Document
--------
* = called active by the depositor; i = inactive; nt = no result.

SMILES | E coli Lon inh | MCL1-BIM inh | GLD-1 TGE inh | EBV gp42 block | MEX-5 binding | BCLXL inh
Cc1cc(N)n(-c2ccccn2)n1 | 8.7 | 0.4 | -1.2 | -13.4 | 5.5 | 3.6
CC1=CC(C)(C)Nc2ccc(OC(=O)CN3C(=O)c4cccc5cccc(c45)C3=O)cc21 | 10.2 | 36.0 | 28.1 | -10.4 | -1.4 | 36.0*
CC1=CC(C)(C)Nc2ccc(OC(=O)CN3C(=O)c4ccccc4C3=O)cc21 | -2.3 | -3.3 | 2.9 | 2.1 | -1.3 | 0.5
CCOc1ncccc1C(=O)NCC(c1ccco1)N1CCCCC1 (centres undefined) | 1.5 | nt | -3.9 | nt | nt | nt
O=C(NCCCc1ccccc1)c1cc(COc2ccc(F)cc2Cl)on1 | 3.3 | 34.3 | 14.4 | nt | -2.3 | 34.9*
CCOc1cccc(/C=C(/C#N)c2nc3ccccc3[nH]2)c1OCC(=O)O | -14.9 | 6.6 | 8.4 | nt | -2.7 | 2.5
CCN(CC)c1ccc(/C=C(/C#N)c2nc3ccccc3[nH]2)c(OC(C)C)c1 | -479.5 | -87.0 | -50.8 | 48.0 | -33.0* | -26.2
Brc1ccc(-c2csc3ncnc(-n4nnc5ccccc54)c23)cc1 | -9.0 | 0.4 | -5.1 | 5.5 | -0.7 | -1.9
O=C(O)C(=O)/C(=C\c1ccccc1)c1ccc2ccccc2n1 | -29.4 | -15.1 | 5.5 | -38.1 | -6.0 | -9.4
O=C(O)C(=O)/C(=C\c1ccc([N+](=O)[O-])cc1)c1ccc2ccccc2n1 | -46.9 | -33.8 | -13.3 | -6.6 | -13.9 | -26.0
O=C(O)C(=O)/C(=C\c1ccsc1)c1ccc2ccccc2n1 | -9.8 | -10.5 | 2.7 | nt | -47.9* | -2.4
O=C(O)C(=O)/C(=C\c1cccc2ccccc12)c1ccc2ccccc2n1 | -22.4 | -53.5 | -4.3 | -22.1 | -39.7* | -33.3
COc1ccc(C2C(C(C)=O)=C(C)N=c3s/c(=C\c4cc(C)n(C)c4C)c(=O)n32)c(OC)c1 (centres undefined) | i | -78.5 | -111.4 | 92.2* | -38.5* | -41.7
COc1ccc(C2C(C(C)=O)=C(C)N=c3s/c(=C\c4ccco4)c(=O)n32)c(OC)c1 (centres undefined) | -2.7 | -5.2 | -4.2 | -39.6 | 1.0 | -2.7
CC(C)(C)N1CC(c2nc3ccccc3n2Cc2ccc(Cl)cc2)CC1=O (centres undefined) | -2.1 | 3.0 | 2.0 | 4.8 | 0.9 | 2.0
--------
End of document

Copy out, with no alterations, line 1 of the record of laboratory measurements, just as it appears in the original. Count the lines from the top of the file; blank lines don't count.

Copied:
* = called active by the depositor; i = inactive; nt = no result.